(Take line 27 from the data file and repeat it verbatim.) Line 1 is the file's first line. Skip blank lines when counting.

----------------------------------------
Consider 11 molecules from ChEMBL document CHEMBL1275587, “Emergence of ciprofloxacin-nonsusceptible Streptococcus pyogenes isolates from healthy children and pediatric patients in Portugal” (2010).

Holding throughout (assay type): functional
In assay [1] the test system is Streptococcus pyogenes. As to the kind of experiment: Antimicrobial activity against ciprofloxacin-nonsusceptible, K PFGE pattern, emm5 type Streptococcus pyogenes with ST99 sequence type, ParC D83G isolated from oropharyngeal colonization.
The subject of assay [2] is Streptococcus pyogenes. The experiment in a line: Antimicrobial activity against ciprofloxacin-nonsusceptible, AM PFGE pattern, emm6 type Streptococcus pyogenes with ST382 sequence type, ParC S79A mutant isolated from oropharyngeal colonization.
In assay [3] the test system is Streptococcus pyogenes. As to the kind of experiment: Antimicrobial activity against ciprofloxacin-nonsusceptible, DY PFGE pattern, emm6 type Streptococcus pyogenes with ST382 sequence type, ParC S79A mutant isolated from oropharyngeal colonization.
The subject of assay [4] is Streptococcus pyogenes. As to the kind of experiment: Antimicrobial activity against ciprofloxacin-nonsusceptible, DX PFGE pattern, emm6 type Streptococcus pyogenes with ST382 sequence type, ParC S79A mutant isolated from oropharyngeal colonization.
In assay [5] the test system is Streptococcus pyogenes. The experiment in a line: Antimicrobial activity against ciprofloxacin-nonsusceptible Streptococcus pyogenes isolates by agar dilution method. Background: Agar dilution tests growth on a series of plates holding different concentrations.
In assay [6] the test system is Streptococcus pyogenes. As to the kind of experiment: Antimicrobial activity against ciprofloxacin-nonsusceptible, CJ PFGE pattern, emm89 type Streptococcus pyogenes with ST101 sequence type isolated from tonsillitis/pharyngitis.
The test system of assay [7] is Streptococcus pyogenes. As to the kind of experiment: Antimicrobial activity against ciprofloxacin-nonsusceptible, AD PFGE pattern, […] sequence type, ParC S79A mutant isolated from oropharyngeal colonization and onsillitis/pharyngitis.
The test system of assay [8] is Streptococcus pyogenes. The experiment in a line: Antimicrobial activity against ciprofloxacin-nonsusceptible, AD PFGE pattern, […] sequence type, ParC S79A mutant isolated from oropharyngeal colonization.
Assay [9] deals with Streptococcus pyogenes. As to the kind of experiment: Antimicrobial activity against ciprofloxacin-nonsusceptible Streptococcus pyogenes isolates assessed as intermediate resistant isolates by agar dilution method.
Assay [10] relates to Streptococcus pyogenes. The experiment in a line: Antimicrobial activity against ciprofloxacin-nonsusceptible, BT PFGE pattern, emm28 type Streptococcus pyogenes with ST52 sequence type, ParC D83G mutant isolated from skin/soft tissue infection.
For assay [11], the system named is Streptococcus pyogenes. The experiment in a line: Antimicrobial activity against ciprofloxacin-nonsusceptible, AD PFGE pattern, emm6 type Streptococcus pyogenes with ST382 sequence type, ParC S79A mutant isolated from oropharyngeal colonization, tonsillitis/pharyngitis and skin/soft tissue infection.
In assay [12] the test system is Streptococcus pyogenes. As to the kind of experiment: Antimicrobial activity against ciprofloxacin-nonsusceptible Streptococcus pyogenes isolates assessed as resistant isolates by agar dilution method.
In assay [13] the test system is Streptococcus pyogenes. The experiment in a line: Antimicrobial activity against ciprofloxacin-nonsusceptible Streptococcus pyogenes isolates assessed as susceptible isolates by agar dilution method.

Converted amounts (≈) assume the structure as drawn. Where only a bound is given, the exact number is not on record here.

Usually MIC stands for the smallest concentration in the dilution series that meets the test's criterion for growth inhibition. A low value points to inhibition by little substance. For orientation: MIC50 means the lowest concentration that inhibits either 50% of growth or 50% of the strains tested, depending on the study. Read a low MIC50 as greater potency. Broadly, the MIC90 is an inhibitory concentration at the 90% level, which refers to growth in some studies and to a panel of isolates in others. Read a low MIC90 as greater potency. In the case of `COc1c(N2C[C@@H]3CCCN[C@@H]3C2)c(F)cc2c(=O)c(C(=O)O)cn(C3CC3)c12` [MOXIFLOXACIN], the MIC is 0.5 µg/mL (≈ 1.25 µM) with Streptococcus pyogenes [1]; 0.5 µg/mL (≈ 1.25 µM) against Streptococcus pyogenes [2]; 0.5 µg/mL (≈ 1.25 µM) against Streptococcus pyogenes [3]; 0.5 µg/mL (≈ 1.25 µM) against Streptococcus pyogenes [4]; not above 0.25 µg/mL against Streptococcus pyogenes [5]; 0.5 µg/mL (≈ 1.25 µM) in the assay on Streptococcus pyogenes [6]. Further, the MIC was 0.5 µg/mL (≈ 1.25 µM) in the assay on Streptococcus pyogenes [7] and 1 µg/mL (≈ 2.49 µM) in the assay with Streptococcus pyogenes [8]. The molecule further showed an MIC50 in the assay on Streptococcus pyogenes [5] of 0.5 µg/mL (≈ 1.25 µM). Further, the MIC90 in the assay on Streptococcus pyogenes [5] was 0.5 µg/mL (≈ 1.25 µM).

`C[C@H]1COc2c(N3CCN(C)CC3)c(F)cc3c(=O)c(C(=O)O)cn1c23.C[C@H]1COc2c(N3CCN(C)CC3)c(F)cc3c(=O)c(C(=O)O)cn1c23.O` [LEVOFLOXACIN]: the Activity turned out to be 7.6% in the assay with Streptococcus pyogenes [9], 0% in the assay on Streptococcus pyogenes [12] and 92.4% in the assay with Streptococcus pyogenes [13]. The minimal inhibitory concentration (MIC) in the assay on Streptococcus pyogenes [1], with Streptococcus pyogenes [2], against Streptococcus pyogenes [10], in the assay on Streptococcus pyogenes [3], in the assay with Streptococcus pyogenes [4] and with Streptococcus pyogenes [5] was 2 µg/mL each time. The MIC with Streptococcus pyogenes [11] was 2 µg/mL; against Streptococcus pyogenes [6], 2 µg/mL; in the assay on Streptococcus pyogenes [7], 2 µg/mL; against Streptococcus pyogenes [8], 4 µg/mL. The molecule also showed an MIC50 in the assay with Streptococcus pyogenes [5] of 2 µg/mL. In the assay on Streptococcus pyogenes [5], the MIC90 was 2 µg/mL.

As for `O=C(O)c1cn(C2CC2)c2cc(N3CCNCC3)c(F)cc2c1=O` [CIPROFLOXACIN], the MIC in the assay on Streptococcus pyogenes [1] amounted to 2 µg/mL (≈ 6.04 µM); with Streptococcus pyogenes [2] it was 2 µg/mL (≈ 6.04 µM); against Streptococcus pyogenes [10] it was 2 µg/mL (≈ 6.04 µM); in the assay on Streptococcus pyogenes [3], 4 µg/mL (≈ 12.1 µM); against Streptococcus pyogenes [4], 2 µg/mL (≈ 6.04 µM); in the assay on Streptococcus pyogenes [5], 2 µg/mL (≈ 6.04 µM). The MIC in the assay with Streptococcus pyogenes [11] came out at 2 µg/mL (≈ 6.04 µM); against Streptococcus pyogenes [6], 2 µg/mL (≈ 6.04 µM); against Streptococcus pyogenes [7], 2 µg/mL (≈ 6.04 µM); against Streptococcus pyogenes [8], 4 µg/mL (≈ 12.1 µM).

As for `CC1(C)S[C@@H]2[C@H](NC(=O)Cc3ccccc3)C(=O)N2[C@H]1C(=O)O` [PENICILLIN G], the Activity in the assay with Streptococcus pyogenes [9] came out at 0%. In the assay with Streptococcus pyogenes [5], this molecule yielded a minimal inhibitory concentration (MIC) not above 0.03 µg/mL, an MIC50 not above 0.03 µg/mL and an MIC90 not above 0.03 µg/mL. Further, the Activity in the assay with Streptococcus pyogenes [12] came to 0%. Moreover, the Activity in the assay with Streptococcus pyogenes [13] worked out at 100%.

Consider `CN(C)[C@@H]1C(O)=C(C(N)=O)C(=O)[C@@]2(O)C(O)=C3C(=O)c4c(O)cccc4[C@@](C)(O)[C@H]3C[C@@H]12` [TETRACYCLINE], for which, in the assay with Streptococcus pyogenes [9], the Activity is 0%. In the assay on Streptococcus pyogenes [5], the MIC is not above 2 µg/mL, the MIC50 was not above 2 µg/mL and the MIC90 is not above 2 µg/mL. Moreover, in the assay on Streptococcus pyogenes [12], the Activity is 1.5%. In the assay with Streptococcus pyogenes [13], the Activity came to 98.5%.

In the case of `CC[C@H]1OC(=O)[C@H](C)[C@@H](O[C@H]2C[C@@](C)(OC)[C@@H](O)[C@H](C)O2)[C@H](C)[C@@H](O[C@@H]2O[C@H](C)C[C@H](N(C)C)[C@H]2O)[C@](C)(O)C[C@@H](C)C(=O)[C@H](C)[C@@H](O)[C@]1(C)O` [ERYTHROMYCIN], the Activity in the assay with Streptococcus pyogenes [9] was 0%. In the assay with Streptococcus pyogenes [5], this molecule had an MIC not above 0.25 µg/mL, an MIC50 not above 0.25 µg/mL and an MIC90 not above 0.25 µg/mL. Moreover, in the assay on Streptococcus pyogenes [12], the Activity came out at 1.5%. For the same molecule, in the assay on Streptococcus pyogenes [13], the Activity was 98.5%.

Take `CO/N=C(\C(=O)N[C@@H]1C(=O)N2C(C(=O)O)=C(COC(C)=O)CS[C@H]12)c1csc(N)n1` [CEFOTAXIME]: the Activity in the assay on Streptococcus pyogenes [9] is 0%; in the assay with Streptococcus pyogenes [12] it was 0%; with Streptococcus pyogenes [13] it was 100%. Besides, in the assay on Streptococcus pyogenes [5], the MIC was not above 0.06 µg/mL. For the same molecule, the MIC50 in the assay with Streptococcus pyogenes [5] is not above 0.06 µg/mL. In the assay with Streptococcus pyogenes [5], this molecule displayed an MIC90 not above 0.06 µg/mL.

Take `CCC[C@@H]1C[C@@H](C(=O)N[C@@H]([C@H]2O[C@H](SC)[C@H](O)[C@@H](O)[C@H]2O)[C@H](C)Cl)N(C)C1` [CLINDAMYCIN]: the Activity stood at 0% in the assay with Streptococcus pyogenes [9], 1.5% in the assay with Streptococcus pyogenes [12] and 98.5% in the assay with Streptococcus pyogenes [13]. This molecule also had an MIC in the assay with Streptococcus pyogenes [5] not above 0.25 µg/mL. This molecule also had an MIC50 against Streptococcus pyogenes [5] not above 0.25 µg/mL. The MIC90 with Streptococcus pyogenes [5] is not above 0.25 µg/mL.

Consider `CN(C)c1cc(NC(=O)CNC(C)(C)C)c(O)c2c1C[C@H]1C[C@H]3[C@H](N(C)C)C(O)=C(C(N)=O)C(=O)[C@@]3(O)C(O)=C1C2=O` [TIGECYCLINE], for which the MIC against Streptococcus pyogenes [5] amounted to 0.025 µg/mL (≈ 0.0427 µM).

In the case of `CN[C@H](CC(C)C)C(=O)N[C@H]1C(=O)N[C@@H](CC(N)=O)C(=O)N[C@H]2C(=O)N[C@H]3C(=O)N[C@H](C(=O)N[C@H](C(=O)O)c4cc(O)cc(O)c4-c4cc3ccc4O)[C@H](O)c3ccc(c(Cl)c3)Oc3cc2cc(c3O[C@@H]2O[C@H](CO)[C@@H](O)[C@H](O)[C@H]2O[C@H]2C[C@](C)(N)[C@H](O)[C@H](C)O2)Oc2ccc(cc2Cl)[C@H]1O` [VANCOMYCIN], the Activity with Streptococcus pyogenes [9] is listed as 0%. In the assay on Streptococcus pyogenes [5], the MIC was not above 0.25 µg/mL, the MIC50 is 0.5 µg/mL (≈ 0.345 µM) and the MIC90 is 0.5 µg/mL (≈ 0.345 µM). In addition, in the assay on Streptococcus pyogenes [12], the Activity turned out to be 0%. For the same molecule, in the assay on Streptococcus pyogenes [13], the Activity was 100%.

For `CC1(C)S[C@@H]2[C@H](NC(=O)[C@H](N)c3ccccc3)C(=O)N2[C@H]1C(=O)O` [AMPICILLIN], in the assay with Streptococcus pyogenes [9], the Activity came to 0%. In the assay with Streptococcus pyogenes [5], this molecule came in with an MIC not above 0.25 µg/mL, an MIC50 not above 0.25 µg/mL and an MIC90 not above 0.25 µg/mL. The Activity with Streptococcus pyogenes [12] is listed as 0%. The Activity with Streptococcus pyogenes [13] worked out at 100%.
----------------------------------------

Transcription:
For `CC1(C)S[C@@H]2[C@H](NC(=O)[C@H](N)c3ccccc3)C(=O)N2[C@H]1C(=O)O` [AMPICILLIN], in the assay with Streptococcus pyogenes [9], the Activity came to 0%. In the assay with Streptococcus pyogenes [5], this molecule came in with an MIC not above 0.25 µg/mL, an MIC50 not above 0.25 µg/mL and an MIC90 not above 0.25 µg/mL. The Activity with Streptococcus pyogenes [12] is listed as 0%. The Activity with Streptococcus pyogenes [13] worked out at 100%.